5. Tax treaties

    If you’re an international student in the U.S., you may be able to benefit from a tax treaty with your home country. Generally, under these tax treaties, residents of foreign countries are taxed at a reduced rate or sometimes even exempt. The IRS has a list of tax treaty countries here. Sprintax can check if you’re eligible for a tax treaty when preparing your tax return.

    Sprintax was created specifically for international students, scholars, teachers and researchers in the U.S. on F, J, M and Q visas, to make tax prep easy.

    Watch our video demo to see how it works:

    To begin filing your U.S. non-resident tax return, get started by creating an account here. 

  • CV Vs Resume-What’s the Difference?

    cv vs resume

    What’s the difference between a CV and a resume?

    Here is what you should know!



    A CV is a detailed document with information on your achievements, experience and any other accomplishments like awards, qualifications and personal achievements. Depending on where you’re applying for a position, it’s either a short summary (UK, Ireland, most commonwealth countries) or a long detailed document with a picture and details of salary. In the US, a CV is mostly used in academic circles and the medical profession with details on education and publications. It contains much more detail than the shorter resume which is usually used for job applications.



    A resume is a short summary of your professional experience and education and in the US it is substantially shorter than a CV.  For most jobs in the US, you need to apply with a resume, which employers will use to screen candidates and invite successful applicants for interview. This document highlights your professional life and should be around one page in length.  US employers often get a lot of job applicants and don’t want to spend a huge amount of time reading these so it is important to keep it succinct.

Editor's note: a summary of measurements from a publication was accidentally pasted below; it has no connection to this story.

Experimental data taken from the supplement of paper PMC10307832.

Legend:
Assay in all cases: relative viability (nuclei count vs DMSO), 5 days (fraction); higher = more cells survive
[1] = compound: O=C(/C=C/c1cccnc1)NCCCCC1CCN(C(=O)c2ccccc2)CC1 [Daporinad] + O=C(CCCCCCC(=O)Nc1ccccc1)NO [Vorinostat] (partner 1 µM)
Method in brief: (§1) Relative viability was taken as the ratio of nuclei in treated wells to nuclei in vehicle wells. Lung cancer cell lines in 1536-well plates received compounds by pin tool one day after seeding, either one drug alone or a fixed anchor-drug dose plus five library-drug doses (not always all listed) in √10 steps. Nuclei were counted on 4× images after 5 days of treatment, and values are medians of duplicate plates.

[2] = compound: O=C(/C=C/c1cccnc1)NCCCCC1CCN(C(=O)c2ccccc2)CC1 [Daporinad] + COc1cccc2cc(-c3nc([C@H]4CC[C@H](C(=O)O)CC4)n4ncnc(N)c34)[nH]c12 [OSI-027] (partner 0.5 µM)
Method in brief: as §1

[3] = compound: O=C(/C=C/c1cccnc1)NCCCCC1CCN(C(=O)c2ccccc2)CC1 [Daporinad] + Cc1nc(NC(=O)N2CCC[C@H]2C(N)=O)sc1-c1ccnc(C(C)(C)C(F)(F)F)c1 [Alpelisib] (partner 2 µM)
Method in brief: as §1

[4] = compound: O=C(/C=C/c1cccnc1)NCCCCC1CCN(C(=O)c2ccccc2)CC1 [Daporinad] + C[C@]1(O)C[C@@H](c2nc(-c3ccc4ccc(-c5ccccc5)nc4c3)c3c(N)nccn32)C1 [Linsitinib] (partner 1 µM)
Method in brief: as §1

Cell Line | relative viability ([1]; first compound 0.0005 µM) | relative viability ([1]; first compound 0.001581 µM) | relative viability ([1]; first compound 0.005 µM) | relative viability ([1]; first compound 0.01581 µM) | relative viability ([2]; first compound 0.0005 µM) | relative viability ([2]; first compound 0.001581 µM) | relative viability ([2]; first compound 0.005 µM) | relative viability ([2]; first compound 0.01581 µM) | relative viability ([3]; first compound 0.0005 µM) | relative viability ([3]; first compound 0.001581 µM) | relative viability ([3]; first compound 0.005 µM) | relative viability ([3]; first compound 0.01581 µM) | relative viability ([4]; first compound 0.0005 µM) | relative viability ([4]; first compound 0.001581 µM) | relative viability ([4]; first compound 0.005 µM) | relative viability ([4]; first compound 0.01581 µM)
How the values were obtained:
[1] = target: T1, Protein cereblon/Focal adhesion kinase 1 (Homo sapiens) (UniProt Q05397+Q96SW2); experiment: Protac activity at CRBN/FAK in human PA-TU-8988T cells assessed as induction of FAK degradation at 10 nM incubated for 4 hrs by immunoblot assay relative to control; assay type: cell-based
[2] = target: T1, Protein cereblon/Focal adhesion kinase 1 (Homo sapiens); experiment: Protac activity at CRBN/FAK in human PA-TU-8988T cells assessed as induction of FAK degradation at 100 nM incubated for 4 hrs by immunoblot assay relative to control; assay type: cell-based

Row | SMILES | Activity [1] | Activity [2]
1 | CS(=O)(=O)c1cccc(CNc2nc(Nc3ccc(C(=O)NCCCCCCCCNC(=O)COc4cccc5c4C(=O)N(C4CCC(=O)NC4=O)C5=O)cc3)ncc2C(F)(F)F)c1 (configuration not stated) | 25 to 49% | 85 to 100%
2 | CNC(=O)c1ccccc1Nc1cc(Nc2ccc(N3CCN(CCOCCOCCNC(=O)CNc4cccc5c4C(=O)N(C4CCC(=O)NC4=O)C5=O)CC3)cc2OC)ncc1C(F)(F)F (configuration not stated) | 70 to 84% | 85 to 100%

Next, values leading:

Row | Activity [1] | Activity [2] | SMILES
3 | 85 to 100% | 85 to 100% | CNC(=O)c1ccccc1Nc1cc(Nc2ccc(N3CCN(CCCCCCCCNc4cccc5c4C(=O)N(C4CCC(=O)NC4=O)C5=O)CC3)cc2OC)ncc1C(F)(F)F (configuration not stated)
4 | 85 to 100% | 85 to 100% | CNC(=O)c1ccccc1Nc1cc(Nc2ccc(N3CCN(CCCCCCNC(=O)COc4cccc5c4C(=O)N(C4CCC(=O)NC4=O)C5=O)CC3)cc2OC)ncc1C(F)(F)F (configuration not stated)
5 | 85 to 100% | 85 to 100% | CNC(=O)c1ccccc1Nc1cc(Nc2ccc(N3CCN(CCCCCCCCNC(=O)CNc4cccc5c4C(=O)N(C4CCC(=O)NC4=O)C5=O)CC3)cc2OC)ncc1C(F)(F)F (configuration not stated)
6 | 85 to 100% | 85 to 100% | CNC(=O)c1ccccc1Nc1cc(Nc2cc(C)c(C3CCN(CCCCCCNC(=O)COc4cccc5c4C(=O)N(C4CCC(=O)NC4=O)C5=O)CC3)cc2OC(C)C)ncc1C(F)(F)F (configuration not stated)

Some tips for your US resume:


    1. Personal/Contact details

    Put these at the top in the header of the page. Remember to use up as much space as possible on the page-you need to keep it to just one page if possible!


    2. Education

    Next section is your education. A reverse chronological order is usually recommended so you can start with the most recent.

    Lay it out in this format:

    Name of University – Location of University – Dates of enrolment

    For example: Columbia University – New York – 2003-2006


    3. Experience

    Next up is your employment experience. Unless you have large, unexplained gaps in your career, use the reverse chronological order.

    Use this format:

    Company Name – Location – Date

    For example: Sunshine Communications – Boston, MA- 2006-2010

    Give a brief synopsis of your greatest achievements.  Did you win a great scholarship at university for your hard work? Received an award at work? Write it down, it will help you stand out!

    Good luck!